In a past thread on RV Dreams, the topic came up of health insurance and its costs. While the post ran to 34 comments, I only want to address one question that was asked. I won’t name the author of the question as this is not meant as a direct response to his question. His question was a good one in that it brought up something that is ironic.
His question was: “Doesn't the bible have something to say about profiting off the suffering of others? Health care should be a right, not a privilege of the rich. The 'for profit' healthcare system in this country is a shame.”
In the thread, there were exceptional answers to the last question and the last comment about “for profit” healthcare. I mostly want to address the first question about the bible having something to say about profiting off the suffering of others.
Interestingly, there is one topic that immediately came to mind when I read the question. But, since we try to keep politics and religion off of RV Dream’s forums, I mentioned that I would address it in my blog at a later date.
I think that one of the most horrendous institutions in this world is the institution of slavery. Our own country fought a civil war over the issue with many a white man dying for a cause on both sides of the issue. The idea of a man as property is a terrible thing to all of us.
From the foundation of this country, men attempted to rid the country of slavery, or at least to minimize it as much as possible. Even the issue of the 3/5ths of a man applied to a slave was an important thing to the founders and something that is misunderstood by many today, some of whom are lawyers.
At the time of the drafting of the constitution, those representatives of the North did not want to count slaves at all and the representatives of the South wanted every slave to be counted. It was not because of the issue of a slave being less valuable as an individual; it was over whether slaves should be counted in full for the purpose of apportionment for representation in the House of Representatives of the new government.
All the representatives knew that a higher population in the South (by counting each slave as “1”) would increase representation of the South in the House of Representatives. A higher number of representatives for the South would have given more advantage to those states insisting on slavery as an industry. So, a compromise was made (again, for the purpose of representation only) that a slave would be counted as 3/5 of an individual.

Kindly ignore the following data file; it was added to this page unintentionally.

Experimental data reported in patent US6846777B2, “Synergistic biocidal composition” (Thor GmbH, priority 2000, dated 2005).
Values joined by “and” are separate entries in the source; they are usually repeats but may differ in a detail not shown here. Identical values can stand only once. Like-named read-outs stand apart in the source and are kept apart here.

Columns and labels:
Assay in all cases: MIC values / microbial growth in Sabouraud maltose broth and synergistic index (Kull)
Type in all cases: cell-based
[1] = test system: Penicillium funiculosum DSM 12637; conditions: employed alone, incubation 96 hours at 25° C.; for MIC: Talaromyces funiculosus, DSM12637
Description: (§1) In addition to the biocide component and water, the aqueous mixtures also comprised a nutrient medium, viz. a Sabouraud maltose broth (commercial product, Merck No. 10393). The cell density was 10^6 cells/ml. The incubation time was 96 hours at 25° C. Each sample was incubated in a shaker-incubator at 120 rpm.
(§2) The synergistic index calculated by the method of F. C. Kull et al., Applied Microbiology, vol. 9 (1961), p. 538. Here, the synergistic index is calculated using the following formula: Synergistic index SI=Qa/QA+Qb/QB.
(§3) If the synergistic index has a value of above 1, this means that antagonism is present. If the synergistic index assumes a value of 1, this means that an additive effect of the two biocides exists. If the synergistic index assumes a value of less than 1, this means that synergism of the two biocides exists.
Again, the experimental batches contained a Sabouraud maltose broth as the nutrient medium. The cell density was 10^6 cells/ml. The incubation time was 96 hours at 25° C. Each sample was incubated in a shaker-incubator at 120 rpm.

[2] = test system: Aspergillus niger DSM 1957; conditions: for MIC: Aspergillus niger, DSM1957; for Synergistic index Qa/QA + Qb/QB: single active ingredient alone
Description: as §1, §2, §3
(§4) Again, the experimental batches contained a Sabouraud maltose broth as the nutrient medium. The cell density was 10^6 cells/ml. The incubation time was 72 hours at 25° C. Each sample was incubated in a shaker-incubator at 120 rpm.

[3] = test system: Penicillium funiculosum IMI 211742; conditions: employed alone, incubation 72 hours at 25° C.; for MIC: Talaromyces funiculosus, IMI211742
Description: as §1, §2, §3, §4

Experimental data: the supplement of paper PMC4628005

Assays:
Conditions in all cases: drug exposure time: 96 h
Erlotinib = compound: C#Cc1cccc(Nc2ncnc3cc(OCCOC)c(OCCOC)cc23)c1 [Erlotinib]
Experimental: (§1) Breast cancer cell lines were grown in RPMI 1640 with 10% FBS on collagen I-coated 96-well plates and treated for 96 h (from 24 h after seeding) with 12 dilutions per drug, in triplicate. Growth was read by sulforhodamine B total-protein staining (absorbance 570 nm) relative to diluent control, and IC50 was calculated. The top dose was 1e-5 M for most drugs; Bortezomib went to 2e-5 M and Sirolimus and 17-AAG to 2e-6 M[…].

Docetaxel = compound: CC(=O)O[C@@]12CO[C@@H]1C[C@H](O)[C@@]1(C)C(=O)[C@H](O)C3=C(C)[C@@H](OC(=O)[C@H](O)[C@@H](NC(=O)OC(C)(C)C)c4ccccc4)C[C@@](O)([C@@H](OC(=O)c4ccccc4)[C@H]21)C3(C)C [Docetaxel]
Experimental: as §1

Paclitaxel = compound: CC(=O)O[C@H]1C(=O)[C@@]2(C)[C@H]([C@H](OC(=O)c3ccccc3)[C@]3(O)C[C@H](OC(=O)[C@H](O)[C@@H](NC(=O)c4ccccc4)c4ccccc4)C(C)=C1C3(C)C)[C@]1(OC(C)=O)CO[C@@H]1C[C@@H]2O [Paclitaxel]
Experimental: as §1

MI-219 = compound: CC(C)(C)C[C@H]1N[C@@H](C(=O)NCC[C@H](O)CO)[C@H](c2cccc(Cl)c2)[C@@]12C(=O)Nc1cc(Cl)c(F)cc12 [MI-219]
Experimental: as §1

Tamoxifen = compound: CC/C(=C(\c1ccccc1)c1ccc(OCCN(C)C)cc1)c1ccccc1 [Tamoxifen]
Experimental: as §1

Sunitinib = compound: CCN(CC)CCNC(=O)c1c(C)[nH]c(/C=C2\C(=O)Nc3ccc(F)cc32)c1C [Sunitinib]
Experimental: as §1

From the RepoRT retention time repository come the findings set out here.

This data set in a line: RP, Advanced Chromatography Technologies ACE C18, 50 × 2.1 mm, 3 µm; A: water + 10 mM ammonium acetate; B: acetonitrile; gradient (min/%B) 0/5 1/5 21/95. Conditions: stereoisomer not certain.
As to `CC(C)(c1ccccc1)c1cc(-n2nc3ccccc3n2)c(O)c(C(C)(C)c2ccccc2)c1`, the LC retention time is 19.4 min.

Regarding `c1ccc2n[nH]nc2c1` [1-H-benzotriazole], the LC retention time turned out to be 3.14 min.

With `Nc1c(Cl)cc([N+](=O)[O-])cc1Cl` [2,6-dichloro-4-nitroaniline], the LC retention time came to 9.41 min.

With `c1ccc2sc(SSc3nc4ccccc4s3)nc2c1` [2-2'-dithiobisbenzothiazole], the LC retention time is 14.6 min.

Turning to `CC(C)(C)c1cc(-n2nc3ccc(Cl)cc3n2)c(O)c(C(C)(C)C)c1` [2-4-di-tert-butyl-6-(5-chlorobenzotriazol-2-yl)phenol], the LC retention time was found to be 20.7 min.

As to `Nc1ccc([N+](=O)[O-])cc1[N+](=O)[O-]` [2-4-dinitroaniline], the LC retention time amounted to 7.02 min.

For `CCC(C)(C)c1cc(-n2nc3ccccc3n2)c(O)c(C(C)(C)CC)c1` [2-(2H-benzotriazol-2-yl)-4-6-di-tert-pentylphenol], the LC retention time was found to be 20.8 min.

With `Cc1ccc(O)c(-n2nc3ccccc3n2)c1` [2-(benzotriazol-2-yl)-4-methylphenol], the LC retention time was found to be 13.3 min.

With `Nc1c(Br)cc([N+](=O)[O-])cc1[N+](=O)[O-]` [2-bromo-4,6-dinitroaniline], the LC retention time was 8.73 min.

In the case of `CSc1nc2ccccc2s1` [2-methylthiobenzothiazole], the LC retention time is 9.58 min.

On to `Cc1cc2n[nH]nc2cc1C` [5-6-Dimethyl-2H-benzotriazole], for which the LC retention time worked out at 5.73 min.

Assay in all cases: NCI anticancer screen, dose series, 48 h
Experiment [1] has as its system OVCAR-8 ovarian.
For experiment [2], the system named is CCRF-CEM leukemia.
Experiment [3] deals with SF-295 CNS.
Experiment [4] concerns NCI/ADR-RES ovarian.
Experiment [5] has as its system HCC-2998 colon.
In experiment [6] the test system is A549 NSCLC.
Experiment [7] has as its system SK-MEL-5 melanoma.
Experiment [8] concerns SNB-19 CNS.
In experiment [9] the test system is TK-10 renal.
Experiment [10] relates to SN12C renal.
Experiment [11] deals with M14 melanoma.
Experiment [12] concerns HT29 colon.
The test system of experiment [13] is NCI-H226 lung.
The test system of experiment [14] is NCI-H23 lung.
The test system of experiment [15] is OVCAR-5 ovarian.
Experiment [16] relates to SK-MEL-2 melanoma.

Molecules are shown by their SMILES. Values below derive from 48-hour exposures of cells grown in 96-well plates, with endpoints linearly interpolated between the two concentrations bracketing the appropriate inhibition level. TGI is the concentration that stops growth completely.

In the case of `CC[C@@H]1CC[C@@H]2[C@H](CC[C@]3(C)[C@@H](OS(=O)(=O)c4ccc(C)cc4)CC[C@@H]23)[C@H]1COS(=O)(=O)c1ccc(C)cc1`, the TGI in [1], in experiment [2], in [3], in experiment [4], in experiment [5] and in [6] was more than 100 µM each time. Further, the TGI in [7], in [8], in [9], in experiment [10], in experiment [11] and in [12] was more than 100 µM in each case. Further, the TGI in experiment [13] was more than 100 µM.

But, what does the Bible say? Is it different than what our founders believed? Surprisingly, yes it is different. In the Old Testament times, slavery was even called for by God when he told the wandering nation of Israel to make slaves of those they conquered. In a past posting, I spoke of how it was that the teachings of the Quran became more violent over time with those interpreting the Quran as stating that “later” writings would overrule “earlier” writings. I also mentioned that the Bible was just the opposite. Today, Christians live more by the New Testament than the Old Testament and that the New Testament has less in the form of “an eye for an eye” and more of “turn the other cheek.”
In the New Testament, no one spoke out against slavery. In fact, even Jesus spoke of servants being obligated to their owners. While I feel certain that Jesus did not really approve of slavery, it was a part of the culture at the time and He came to fulfill prophesies of the Old Testament, not to end its tenets. He lived under the Old Testament, even following the old law while He lived. It was only after His crucifixion that the New Testament came about.
Even later, the Apostles as the authors of the Bible as we know it, dealt with slaves. If I remember correctly, one slave was even a sort of an assistant to one of the Apostles, although not a slave of the Apostle, during that Apostle’s travels and teaching.
So, the question about the Bible saying something against “profiting off of the suffering of others” would certainly be relevant today, but remember that the teachings of Jesus and of the Apostles were that individuals were to willingly contribute to help others.
Some today would like to use the actions of some of the early Christians, who sold their property and gave to the “church” for the benefit of others, as an argument for wealth distribution by the government in today’s age. Of course, that goes entirely against the idea of voluntary contributions.
While somewhat on the topic, health care as a “right”, as granted by government, means that the government is going to “take” money from others to give away. To me, that kind of action is an institution of slavery to both the “giver” and the “receiver.”
The giver is forced against his will to contribute the gain of his own efforts to allow another to receive it. But, the receiver then becomes a slave to the government, totally dependent upon them for health care, which government has shown to want to ration as it so desires.
Such an institution of “universal health care” would do nothing to assist those in need. Even President Obama at one time during the campaign up to the 2008 elections spoke of perhaps the elderly “needing to take the pain pill” as opposed to receiving beneficial surgeries.
I prefer not to live in that type of system. I firmly believe that government only worsens peoples lives, not helping them.